Heinrich Wölfflin's ideas and historiographical discourse

Bauer, Kaarina-Nancy (2008). Heinrich Wölfflin's ideas and historiographical discourse. PhD thesis The Open University.

DOI: https://doi.org/10.21954/ou.ro.0000d4da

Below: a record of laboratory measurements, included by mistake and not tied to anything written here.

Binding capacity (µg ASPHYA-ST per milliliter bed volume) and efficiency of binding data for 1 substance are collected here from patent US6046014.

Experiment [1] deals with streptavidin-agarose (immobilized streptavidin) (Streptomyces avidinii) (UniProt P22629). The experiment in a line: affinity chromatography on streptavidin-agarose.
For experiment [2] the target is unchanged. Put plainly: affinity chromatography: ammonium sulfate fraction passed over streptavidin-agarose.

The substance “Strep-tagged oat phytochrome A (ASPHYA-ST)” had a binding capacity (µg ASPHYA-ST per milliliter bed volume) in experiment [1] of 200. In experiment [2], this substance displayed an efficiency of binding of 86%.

This thesis on Heinrich Wölfflin (1864-1945) is a problematisation and, essentially, a revision of the interpretation of his personal discourse: the theories, themes and implications of three of his texts. This re-evaluation is a historiographical analysis in connection with the unpublished material in the Wölfflin archives, which establishes Wölfflin's concern for the subject in terms of an anthropological Kulturgeschichte. The subjectdriven terminology of the texts indicates an aesthetics of perception and reception. Wölfflin's thinking is analysed with regards to his methodological practices (formal analysis and comparison of two images) and academic scholarship (focusing mostly on Renaissance and Baroque studies). His texts are an exemplification and evidence for the theoretical conception of the historical categories (in a philosophical and epistemological sense) of bodiliness (Karperlichkeit, Karperhaftigkeit) and visuality (Sichtbarkeit, Anschauung) within the cultural transition between the fields of historicism and modernity/modernism. Through the impact of photographic reproductions he demarcated an analytical typology of architectural form and spatial effects, and of modes of depiction (of artists, sculptors or arqhitects) and categories of beholding (of the viewer), with emphasis on the underlying and ontological connection between each of the two domains, that is, bodiliness in the Prolegomena and Renaissance and Baroque, and visuality in the Principles of Art History. The fundamental and problematic interweaving of issues of theory and history characterises Wölfflin's theories throughout his life and in this his discourse is symptomatic for the emergent discipline of art history. The construction of the Wolfflinian field is set up in relation to the conditions of the intellectual context of the discipline, as extrapolation of aesthetics, philosophy, psychology, epistemology, systemisation, Wissenschaftlichkeit and history-writing. The identification and unfolding of multiple intentions, ambiguities and problems are crucial aspects of this interpretation of Wölfflin's theory of art history in theoretical and practical terms.

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